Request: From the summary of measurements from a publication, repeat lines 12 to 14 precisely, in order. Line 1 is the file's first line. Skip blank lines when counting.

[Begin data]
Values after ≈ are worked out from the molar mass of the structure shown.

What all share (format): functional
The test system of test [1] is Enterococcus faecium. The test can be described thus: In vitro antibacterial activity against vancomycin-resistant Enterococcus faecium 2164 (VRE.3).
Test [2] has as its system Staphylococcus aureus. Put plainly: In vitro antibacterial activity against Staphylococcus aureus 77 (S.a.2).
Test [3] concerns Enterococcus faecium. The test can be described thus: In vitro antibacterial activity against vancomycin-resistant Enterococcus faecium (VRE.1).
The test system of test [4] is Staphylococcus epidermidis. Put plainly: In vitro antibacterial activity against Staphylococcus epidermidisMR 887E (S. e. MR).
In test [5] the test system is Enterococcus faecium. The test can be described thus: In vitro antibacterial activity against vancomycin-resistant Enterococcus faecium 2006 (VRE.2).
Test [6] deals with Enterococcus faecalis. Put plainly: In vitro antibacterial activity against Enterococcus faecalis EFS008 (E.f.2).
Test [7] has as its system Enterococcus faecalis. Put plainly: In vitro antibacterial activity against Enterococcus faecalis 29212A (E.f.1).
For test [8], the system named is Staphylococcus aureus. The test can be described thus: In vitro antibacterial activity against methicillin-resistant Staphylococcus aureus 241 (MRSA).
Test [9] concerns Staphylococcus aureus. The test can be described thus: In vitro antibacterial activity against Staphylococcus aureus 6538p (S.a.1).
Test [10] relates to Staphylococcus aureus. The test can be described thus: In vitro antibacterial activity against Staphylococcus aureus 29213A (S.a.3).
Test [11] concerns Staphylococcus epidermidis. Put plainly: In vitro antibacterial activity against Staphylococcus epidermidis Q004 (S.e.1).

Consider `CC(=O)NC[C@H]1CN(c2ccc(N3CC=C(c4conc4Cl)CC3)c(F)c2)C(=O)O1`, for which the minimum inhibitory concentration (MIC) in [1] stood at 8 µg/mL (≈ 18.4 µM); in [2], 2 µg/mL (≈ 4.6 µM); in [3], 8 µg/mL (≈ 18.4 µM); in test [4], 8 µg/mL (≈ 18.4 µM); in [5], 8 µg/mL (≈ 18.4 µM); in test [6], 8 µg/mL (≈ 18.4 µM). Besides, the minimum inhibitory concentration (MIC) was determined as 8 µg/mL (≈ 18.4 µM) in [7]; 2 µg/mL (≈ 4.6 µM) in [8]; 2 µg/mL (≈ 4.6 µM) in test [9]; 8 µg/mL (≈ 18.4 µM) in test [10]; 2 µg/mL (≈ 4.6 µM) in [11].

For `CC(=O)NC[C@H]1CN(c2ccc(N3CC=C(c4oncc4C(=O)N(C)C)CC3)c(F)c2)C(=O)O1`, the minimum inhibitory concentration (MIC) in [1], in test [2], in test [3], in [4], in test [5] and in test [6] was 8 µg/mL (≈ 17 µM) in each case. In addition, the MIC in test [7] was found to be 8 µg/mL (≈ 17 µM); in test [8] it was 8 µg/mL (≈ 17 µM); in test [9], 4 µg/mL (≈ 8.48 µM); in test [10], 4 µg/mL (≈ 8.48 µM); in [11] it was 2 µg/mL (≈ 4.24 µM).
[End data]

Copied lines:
Test [10] relates to Staphylococcus aureus. The test can be described thus: In vitro antibacterial activity against Staphylococcus aureus 29213A (S.a.3).
Test [11] concerns Staphylococcus epidermidis. Put plainly: In vitro antibacterial activity against Staphylococcus epidermidis Q004 (S.e.1).

Consider `CC(=O)NC[C@H]1CN(c2ccc(N3CC=C(c4conc4Cl)CC3)c(F)c2)C(=O)O1`, for which the minimum inhibitory concentration (MIC) in [1] stood at 8 µg/mL (≈ 18.4 µM); in [2], 2 µg/mL (≈ 4.6 µM); in [3], 8 µg/mL (≈ 18.4 µM); in test [4], 8 µg/mL (≈ 18.4 µM); in [5], 8 µg/mL (≈ 18.4 µM); in test [6], 8 µg/mL (≈ 18.4 µM). Besides, the minimum inhibitory concentration (MIC) was determined as 8 µg/mL (≈ 18.4 µM) in [7]; 2 µg/mL (≈ 4.6 µM) in [8]; 2 µg/mL (≈ 4.6 µM) in test [9]; 8 µg/mL (≈ 18.4 µM) in test [10]; 2 µg/mL (≈ 4.6 µM) in [11].